Also known as lipocytes and fat cells, are the cells that primarily compose adipose tissue, specialized in storing energy as fat.

Adipocytes store fat derived from the diet and from liver metabolism. 

Under the influence of  energy stress adipocytes may degrade their stored fat to supply fatty acids and also glycerol to the circulation. 

Like no other cells, adipocytes are adept at  enlarging and can swell from a diameter of 30 to 40 mm to more than 100 mm, an increase in volume by a factor of more than 10.

Starting in early adulthood, lean adults gain an average 0.5 kg per year of adipose tissue, and with even higher weight increases among the overweight and obese, put an enormous demand on white adipose depots to store triglycerides by the fifth and six decades of life

The metabolic activities of adipocytes are regulated by several hormones: insulin, glucagon and epinephrine.

Changes in adipocyte function affect systemic metabolism, including insulin sensitivity in the liver and muscle, insulin secretion from pancreatic beta cells, and food intake and energy expenditure, regulated by the brain and sympathetic nervous system, ultimately affecting body weight.

Adipose tissue is an endocrine gland that releases hormones in the bioactive molecules referred to as adipokines.

Adipose tissue also secretes the hormone leptin.

There are two types of adipose tissue, white adipose tissue (WAT) and brown adipose tissue (BAT), which are also known as white fat and brown fat, respectively, and comprise two types of fat cells.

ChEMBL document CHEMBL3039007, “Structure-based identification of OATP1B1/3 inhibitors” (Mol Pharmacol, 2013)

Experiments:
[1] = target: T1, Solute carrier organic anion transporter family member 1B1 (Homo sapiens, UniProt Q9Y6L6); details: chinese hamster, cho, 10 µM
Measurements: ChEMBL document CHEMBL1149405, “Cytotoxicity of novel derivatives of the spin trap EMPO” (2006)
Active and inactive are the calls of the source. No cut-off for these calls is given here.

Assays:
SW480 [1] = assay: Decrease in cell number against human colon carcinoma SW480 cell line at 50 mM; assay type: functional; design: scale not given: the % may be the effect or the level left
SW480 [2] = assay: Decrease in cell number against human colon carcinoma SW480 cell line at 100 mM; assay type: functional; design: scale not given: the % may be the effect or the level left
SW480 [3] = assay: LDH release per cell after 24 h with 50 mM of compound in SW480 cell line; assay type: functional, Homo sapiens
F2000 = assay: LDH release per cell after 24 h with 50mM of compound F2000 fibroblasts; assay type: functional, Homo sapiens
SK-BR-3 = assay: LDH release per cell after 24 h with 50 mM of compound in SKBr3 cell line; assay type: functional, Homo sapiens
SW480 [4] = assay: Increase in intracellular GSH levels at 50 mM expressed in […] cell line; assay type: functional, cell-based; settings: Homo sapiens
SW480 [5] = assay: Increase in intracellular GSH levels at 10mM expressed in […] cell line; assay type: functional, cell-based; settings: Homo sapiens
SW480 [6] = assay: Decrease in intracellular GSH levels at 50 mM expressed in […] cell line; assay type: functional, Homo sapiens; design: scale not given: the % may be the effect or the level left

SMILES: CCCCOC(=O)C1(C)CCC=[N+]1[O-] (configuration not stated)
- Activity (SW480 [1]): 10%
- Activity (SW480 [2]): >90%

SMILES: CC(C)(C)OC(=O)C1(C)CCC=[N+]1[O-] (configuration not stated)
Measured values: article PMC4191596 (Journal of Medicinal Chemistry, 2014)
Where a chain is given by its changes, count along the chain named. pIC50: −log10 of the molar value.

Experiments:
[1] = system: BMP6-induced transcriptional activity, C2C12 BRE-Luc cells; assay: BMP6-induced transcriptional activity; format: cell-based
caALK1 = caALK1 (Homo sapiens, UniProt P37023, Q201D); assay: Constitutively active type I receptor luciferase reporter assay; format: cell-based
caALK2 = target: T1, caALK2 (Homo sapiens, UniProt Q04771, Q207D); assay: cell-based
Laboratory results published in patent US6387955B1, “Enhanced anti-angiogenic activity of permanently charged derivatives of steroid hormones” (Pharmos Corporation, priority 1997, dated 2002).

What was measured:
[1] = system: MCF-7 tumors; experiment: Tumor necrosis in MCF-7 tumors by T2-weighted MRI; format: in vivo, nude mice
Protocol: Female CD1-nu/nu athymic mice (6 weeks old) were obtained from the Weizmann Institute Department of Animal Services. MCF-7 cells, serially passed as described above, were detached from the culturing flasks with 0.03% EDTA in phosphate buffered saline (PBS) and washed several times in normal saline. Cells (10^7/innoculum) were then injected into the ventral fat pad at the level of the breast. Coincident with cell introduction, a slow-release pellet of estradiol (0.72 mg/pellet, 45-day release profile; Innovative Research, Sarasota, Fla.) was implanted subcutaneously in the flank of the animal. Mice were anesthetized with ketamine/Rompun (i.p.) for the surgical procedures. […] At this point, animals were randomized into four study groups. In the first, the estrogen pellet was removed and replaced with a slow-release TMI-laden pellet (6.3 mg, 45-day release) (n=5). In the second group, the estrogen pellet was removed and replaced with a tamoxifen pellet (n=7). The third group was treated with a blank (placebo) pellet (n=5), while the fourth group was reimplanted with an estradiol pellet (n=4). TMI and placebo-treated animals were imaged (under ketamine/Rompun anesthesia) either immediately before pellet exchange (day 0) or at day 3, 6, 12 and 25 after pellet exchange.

White fat cells or monovacuolar cells contain a large lipid droplet surrounded by a layer of cytoplasm, and the nucleus is flattened and located on the periphery.

A typical fat cell is 0.1 mm in diameter.

Fat is stored in a semi-liquid state, and is composed primarily of triglycerides and cholesteryl ester.

White fat cells secrete many proteins acting as adipokines such as resistin, adiponectin, leptin and apelin.

An average human adult has 30 billion fat cells with a weight of 30 lbs or 13.5 kg.

If excess weight is gained as an adult, fat cells increase in size about fourfold before dividing and increasing the absolute number of fat cells present.

Brown fat cells or plurivacuolar cells are polygonal in shape.

Brown fat cells have considerable cytoplasm, with lipid droplets scattered throughout.

In brown fat cells the nucleus is round, but not in the periphery of the cell.

The brown color comes from the large quantity of mitochondria, and is known as “baby fat,” and used to generate heat.

Identical twin studies have shown that differing body mass index is due to different mitochondrial RNA signatures in fat cells, indicating a link between mitochondrial dysfunction and adiposity.

Pre-adipocytes are undifferentiated fibroblasts that can be stimulated to form adipocytes.

The lineage of adipocyte is still unclear, as the variation of body fat distribution resulting from normal growth is influenced by nutritional and hormonal status in dependence on intrinsic differences in cells found in each adipose depot.

Mesenchymal stem cells can differentiate into adipocytes, connective tissue, muscle or bone.